One of the saddest anniversaries in the Celtic calendar is October 19th, which marks the sad passing of John Doyle back in 1981.

Those of us who were around at that time will always recall vividly the moment they heard the news. For me, it came through the medium of Radio Clyde’s morning news as I awoke for school and this was confirmed when my dad came back from the newsagents with the Daily Record. It was all so difficult to comprehend as John was a larger than life character who was dearly loved by the Celtic support. And so young at only 30 years old.

I had the privilege of talking to a few of the Celtic players from that era for a previous book project. Naturally, the subject of Johnny Doyle was discussed. Dom Sullivan, by all accounts a decent joiner, was helping Johnny with a loft conversion in his Kilmarnock home. Dom is still haunted from the advice he gave John just days before he died – ‘Remember if you need any water or electric work, then always get a tradesman to do it properly.’

Sadly, John didn’t take Dom’s advice. It was unknown to John that there were two electrical currents running into his house, a practice which has now been made illegal in house building and it was while working on the electrics in the loft that John lost his life. Several Celtic players told me of how they rushed through to Kilmarnock in the early hours to comfort John’s family and also to try to come to terms with the shocking news. It’s worth remembering that for all the adulation the fans had for John Doyle as a Celtic idol, that he was a loving husband and father, first and foremost.

The Princess Diana-fication of bereavements had not yet taken place in 1981. There were no scarves and jerseys left outside Parkhead in public tribute to Johnny Doyle but a more solemn remembrance. At school in St Gerard’s in Govan we prayed for the repose of John’s soul, something which would have been repeated in schools across the west of Scotland. Candles were lit in churches throughout the country and masses offered up in his memory. Four days later Celtic travelled to Easter Road where there was a minute’s silence in tribute for John. Sadly, there was an element of the Hibs’ support in the big enclosure who let themselves down that day by disrespecting the silence which led to a hail of missiles being aimed at the culprits from the Celtic fans’ area in the said enclosure. It would be another two weeks before a more fitting remembrance was held in John’s honour before the game against Aberdeen at Celtic Park, where it was clear that everyone, fans and players included, were still in a state of shock. It is to the credit of the Celtic players that they were able to continue playing in such difficult circumstances. In modern day football there is no way these games would have gone ahead.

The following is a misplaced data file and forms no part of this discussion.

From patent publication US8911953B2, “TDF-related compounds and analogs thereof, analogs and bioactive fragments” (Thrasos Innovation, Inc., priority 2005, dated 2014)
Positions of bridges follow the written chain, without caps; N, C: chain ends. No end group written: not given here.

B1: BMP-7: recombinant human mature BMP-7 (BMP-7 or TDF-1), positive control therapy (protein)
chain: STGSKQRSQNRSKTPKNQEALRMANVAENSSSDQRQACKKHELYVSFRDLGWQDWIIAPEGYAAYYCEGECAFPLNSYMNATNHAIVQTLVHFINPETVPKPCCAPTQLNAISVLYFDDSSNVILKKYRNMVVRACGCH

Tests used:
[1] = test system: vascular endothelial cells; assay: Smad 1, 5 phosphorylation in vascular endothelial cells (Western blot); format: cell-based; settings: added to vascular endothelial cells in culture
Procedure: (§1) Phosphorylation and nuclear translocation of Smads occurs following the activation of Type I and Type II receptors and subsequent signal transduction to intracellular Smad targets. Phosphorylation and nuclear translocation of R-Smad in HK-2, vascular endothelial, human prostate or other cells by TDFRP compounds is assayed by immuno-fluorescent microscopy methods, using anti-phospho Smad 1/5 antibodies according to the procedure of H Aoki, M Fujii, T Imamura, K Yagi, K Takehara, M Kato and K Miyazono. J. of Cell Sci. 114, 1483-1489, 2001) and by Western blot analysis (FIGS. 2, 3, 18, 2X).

All the major Scottish clubs were represented at the funeral in Kilmarnock. Rangers’ players looked devastated just as Celtic players had been three years earlier, in 1978, at the funeral of Bobby McKean of Rangers who had also passed away in similarly tragic circumstances. McKean was even younger than Doyle. A friend of my dad’s was at the funeral service and was sat near Alex MacDonald, who was then a Hearts player. Doyle and MacDonald had enjoyed running battles on the park for years whilst representing Celtic and Rangers respectively and no quarter was ever asked or given. MacDonald was genuinely moved as he sat through the service in remembrance of a respected opponent despite all the Old Firm media hype. The irony had been that Hearts had tried, unsuccessfully, to sign Johnny in the summer of 1981, or he and Alex MacDonald may well have been team mates.

There is one football related thing which always frustrated me which was to happen at the end of that season. From March 1982, Celtic had a considerable injury crisis in the forward line with Charlie Nicholas and Frank McGarvey breaking legs and Davie Provan also being out for a long period. Clubs did not carry big squads in those days so Celtic were down to the bare bones with a young Danny Crainie coming in for a run in the team and scoring seven important goals which narrowly gave Celtic the title, for which he will always be commended. Had John Doyle been around then he would have been the ideal replacement for those injured Celts and this would well have been another chapter in his successful Celtic career.

These days it’s quite unusual to see ex Celtic players at Parkhead for Celtic games, whatever the reasons may be. There is no doubt that had Johnny lived he would have been a regular visitor at Celtic Park, happily mixing with the supporters and shouting on the Celtic players.

38 years may have passed but Johnny Doyle is still fondly remembered. May eternal light shine upon him.